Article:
Keycloak is an open source project that is a convenient option for delegating authentication and user management. It allows us to focus more on delivering business value to our projects. A proper Docker configuration for this service will come in handy whenever we need to run it locally.
- Docker installed on your machine. You can check the installed version with the
docker --versioncommand. The command’s output on my environment at the moment of writing this post is as follows:
- The starting point for the work presented in this post is contained in the commit 34f8178e23b3bb05da30a7b247cd5f3dc4110c4d.
How to configure Docker containers for Keycloak
We’re going to create two services:
keycloak from the jboss/keycloak image and
keycloakdb from the postgres image. First, we need to create the
Below you’ll find the content of my
.env file specifying the default environment variables for those services:
The COMPOSE_PROJECT_NAME variable holds a prefix for the services names. You’ll see the resulting names later in this post. You can provide the name of your project as a value for this variable.
Keycloak container configuration explained
Let’s take a look at the properties configured in the
keycloak service will use the jboss/keycloak image. You can find all available tags on the image page.
On my machine, the
port 8080 is already taken by another service. Therefore, I’m going to expose the keycloak service on port 8024 using the HOST:CONTAINER format.
Below you’ll find a short explanation for the variables that we’re going to set.
KEYCLOAK_USER and KEYCLOAK_PASSWORD
We’re specifying credentials to create an
admin account in the
keycloak service. As we can read in the image documentation:
By default there is no admin user created so you won’t be able to login to the admin console. To create an admin account you need to use environment variables to pass in an initial username and password.https://hub.docker.com/r/jboss/keycloak
An alternative to passing the credentials directly as environment variables is to provide them via files. Use the
KEYCLOAK_PASSWORD_FILE variables if you want to keep the values in files.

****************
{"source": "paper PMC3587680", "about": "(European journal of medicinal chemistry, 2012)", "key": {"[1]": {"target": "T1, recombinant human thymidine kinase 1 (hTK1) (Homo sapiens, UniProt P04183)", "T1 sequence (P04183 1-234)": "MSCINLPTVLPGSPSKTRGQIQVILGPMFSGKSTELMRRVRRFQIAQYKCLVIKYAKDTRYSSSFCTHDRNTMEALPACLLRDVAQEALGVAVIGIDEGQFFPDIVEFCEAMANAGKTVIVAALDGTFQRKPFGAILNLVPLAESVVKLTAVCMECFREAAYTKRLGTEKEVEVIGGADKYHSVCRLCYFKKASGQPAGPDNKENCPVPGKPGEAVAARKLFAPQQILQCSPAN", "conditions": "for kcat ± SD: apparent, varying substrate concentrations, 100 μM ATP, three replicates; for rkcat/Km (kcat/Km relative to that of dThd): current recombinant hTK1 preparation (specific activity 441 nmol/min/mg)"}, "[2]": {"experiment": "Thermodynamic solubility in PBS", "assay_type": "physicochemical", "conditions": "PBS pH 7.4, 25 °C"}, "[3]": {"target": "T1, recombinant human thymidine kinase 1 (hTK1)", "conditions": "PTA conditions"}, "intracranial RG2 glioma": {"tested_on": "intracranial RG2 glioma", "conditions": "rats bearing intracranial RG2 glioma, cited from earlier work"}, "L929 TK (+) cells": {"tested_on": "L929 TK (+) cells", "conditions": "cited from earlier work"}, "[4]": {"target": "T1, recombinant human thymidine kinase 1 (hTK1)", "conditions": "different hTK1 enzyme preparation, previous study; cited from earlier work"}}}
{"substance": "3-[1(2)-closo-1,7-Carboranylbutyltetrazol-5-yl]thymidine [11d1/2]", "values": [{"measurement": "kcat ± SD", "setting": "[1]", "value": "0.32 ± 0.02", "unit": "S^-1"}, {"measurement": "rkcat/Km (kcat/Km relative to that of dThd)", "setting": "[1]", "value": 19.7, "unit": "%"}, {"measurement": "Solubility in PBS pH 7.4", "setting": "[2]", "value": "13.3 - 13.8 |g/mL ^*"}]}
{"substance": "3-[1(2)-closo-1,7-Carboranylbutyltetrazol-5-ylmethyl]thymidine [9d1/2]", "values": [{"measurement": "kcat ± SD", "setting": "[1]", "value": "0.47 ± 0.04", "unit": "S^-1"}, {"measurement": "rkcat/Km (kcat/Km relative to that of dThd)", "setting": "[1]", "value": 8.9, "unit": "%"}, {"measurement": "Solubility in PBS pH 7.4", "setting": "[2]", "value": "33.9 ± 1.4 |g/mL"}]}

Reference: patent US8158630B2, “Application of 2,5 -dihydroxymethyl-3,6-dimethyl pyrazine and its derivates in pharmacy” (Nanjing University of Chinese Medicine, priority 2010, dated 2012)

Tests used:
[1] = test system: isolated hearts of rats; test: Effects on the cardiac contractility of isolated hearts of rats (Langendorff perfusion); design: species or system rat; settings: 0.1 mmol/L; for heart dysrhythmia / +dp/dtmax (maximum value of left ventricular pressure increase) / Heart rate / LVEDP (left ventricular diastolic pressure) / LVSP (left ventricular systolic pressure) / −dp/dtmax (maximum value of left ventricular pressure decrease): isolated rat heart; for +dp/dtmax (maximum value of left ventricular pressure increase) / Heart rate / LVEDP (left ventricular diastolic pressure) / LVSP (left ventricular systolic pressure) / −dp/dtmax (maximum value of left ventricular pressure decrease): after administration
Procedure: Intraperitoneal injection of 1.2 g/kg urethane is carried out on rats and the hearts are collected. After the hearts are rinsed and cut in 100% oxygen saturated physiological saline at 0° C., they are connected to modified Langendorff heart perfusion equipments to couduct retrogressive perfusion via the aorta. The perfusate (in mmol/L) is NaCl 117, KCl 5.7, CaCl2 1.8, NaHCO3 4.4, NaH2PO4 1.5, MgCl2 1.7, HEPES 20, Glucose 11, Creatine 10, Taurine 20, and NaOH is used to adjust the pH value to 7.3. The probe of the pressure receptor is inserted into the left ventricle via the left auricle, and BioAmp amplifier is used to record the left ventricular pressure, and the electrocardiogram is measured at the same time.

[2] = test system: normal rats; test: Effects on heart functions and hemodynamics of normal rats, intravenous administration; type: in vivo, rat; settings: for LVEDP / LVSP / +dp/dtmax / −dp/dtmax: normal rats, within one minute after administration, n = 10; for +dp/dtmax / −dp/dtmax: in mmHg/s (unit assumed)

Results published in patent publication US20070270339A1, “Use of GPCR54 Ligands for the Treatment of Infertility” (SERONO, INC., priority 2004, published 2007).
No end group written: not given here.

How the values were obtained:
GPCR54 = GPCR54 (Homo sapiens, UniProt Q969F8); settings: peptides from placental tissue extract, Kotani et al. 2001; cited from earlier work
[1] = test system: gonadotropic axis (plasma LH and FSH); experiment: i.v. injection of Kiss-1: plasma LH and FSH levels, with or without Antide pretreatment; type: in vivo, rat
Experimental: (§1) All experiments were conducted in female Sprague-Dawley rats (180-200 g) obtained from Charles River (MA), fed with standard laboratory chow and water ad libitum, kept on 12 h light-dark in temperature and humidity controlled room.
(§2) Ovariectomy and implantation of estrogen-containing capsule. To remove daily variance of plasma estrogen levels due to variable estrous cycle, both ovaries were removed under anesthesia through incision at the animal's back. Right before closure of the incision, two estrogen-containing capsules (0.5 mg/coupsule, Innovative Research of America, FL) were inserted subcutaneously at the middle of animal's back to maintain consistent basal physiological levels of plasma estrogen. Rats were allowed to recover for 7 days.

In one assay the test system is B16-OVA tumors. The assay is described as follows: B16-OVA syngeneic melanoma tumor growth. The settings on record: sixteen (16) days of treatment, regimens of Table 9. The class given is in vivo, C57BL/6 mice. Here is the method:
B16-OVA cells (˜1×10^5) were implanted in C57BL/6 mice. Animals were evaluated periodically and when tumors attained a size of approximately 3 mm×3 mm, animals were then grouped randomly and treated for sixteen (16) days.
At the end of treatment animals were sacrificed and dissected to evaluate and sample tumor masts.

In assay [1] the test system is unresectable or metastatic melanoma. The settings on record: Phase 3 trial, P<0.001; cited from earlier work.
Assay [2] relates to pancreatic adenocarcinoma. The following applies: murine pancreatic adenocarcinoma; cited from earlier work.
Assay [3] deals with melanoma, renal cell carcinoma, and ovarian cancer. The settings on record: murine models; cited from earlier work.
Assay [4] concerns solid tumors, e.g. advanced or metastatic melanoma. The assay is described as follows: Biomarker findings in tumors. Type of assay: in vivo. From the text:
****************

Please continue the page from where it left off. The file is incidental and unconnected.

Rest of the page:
An optional variable for specifying name of the database. Defaults to
An optional variable for specifying a user used to authenticate to the database. Defaults to
An optional variable for specifying a user password used to authenticate to the database. Defaults to
An optional variable for specifying a
hostname for the database. Because we’re going to run the
keycloak services in a common
internal network in Docker, we need to provide the service name here –
keycloakdb in my example. Keycloak will add the default port 5432 to that hostname. So the resulting host will be
keycloakdb:5432. On the other hand, you can specify a custom port by setting the DB_PORT variable as well.
An optional variable for specifying a database vendor. If absent, Keycloak tries to determine the database on its own. If this process fails, Keycloak defaults to using H2. Consult the image documentation to see what values are supported. For our PostgreSQL database I’m going to use the
You can find a detailed explanation on how to run a PostgreSQL database as a dockerized service in the Set up a PostgreSQL database with Docker post. Therefore, I won’t be repeating the configuration and variables description in this article. It’s important to realize that you’re not limited to the PostgreSQL database. As we can read in the image documentation:
This image supports using H2, MySQL, PostgreSQL, MariaDB, Oracle or Microsoft SQL Server as the database.
(…) If the DB can’t be detected it will default to the embedded H2 database.https://hub.docker.com/r/jboss/keycloak
On my machine, the
port 5432 is already taken by another service. Therefore, I’m going to expose the keycloak database on port 5433 using the HOST:CONTAINER format.
We’re going to create the named
keycloak-postgres volume on our machine that will store content of the
/var/lib/postgresql/data directory in the container.
Start Keycloak service as Docker containers
Finally, we’re going to run the following command:
The -f option for docker-compose is for specifying an alternate compose file (default:
docker-compose.yml). The -d option for docker-compose up is for running the containers in the background.
As a result, we can see two Docker services running on our machine:
Moreover, we’ll see that the
keycloakindocker specified in the COMPOSE_PROJECT_NAME variable was added as a name prefix.
Additionally, in the
keycloak container logs, we’ll see that the service is using our PostgreSQL database and not the default H2:
First, we’re going to visit the http://localhost:8024/auth/ url where we’ll find the Keycloak
Next, we’re going to select the
Administration Console option. In order to log in, we’ll need to enter our default credentials in the following form:
According to the default environment variables from my
.env file, my credentials are:
Finally, after a successful authentication, Keycloak redirects us to the master realm, a pre-defined realm that Keycloak created for us:
In summary, the work presented in this article is contained in the 05e4c72e4a01f33304b45e8410352060e1a17044 commit.
Learn more on running Keycloak in Docker
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One thought on “Keycloak in Docker #1 – How to run Keycloak in a Docker container”
thanks for this article. Could you please help me on save the logs in a file instead of using ‘docker logs’. I would like to save the log on server.log and mount it on a folder on the host. So I will have log history.